Here in Norway we have a lot of legendary creatures, but Draugen is probably one of the creepiest. Though descriptions of it tend to differ from place to place and story to story, the general concept of it is pretty much the same everywhere:
Draugen is, essentially, the ghost of a person who has died at sea. He can be seen on stormy nights, sailing in the splintered half of a boat with shredded sails. His face is fish-like, with soulless, black eyes and a wide, gaping mouth, and he has kelp and seaweed for hair. Sailors and fishermen foolish enough to head out to sea at night may hear only its shriek before they are pulled beneath the waves, only to return as Draugen themselves, doomed to haunt the waters forever.
Drekavac, a creature that jumps on your back and screams, predicting your death, or the death of your cattle. Also it can drive people insane or make them disappear, never to be seen again.
Here in Sweden I think the two spookiest ones are Näcken, a naked old man that lives in rivers and ponds and plays a violin that places you into a trance. He then lures you into whatever source of whatever he lives in and drowns you.
The second one is the Skogsrå, who’d be a lot creepier if it wasn’t for the fact that she doesn’t really do all that much. She looks like a beautiful woman from the front, but her back looks like a rotten treetrunk with a hole in it. She lurks near the edges of deep forests and tries to seduce men. If you treat her well you’ll be bestowed with luck, but if you treat her badly you will be tormented by disease and death.
Black Annis – In a grim, remote Leicestershire cave hewn with her own scraping, steel-clawed hands, the old crone Black Annis was said to hang the trophy skins of flayed children. A terrifying, lonely creature which lived in the branches of a gnarled great oak- the lone remnant of a long-dead great forest- Black Annis was thought to have been the husk of a forgotten dark Pagan Goddess. This is what she looks like http://therichest.imgix.net/2016/05/Black_Annis.jpg?auto=format&q=90&lossless=1&w=1000&h=1319&fit=crop
The will o’ the wisp is a strange light that lures hikers off of trails until they are lost. It’s not as terrifying, but pretty creepy. The folklore is possibly related to a real phenomenon in which people hallucinate when in the wild for long enough, and can wander randomly off the trail. This is also linked to people seeing strange lights, particularly in swamps, in which there are bioluminescent insects and flora, as well as swamp gas. This myth has variatons from several continents.
In northern Canada there’s a creature called the wendigo. It used to be a person that once upon a time tainted his/her soul and ate human flesh. The wendigo became so consumed with flesh after that that it became insatiable. all attempts it makes at feeding itself grows the wendigo and doesn’t satiate it. They are said to have eaten their own lips because they just couldn’t resist.
As the legends go you should be careful while walking the forests. As the wendigo might capture you and eat you. But it won’t just eat you in one go. It’s used to hunger. It’ll keep you alive as long as possible so that it has a food source for as long as it can during the winter.
We have a creature called a Kuri. It is known to wait near graves of people who have died on the moor. If you walk passed one of these graves, it will latch on to you.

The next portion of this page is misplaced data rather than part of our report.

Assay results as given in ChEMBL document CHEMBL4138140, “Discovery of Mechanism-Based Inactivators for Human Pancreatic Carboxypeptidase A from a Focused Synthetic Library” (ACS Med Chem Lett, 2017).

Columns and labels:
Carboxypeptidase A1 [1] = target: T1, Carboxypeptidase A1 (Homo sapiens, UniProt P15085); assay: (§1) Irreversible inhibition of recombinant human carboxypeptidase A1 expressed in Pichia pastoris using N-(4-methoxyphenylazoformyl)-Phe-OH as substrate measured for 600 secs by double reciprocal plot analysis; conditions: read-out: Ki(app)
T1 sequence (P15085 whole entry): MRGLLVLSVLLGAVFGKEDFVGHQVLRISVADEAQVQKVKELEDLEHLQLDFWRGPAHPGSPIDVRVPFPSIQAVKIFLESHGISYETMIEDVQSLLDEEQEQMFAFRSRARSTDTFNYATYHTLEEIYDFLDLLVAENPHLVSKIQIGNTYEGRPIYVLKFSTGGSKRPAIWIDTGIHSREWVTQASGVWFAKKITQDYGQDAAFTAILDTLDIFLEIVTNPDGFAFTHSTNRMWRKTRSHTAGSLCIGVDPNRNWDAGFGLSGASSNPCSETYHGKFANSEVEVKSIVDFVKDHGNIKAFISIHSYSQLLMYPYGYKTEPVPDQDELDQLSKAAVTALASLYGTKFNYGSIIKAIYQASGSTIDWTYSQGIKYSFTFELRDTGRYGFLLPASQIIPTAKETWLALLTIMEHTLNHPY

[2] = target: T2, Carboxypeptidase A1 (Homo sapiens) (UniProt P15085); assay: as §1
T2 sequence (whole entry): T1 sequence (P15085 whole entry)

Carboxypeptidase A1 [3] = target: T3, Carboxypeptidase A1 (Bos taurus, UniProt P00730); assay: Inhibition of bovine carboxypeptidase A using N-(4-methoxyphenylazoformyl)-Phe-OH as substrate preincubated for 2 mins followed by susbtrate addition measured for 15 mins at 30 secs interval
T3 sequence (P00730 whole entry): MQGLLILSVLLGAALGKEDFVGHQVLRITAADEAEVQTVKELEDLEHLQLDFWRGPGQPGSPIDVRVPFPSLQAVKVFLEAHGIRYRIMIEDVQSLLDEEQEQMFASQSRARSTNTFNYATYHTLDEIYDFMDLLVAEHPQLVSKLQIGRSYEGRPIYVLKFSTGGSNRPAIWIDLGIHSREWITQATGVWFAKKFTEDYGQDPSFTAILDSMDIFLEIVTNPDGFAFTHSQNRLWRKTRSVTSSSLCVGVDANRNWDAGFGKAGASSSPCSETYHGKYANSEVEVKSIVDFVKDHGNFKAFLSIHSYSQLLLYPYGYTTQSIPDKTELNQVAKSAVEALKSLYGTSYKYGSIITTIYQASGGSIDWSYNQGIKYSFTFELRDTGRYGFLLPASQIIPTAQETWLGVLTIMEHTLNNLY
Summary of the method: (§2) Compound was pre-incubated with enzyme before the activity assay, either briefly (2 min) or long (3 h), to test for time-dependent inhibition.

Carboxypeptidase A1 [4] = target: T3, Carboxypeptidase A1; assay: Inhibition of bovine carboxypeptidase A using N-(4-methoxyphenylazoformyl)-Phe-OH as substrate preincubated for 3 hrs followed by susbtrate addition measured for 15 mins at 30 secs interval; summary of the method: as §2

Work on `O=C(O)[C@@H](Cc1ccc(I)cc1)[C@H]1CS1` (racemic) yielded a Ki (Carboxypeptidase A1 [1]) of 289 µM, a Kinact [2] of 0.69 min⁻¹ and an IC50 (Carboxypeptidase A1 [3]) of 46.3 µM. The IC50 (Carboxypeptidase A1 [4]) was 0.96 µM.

It slowly convinces you of its existence over the course of weeks, if not months. First you may hear a faint whisper in your ear. You may dream of it or feel a cool touch on the back of your neck. Over time its presence will start become more known. It will grab your leg in the night, start attacking you in your dreams, transpose its face onto your family members as you’re talking to them.
It will never make itself known to anyone else, making you question your own sanity. It will start talking to you, asking you to go back to the moorland, promising you your freedom back if you do. Eventually, once the mental torment gets too much, you give in and wonder back out to the moors. It will keep telling you you’re almost there, allowing you to wonder aimlessly around. Eventually, exhaustion will strike you and you will be forced to watch your body succumb to the elements. As you lie there, unable to lift a finger, the Kuri tells you how much it will enjoy dragging your soul to hell. And like that, another grave is created.
I’m from Scotland and we have quite a few. There are ones that I find not so much creep but definitely odd haha.
Such as the Wulver, he was described as a man covered with brown hair on his body and having the head of a wolf. Though he was not malicious, apparently he was fond of fishing and would do so for hours even leaving fish on the windowsills of poor families.
And there is the Selkie, similar to a mermaid I suppose. These creatures had the skin of a seal but could shed them when they came to land. They often came to land to have children with the men there, only going back to find there skin and return to the ocean.
In South Africa it is common for native Africans to sleep with their bed on top of bricks or other device to raise the bed. They believe in a creature called the Tokalosh which sits on your chest while you sleep and steals your breath causing you to gasp for air or even die. This is how it was described to me by my parents and saw multiple Africans beds which were abnormally high off the ground.
In Russian Folklore there is a character named Baba Yega. She is an old woman who lives in the deep forest in a wooden house with chicken legs. She eats people who come upon her dwelling.
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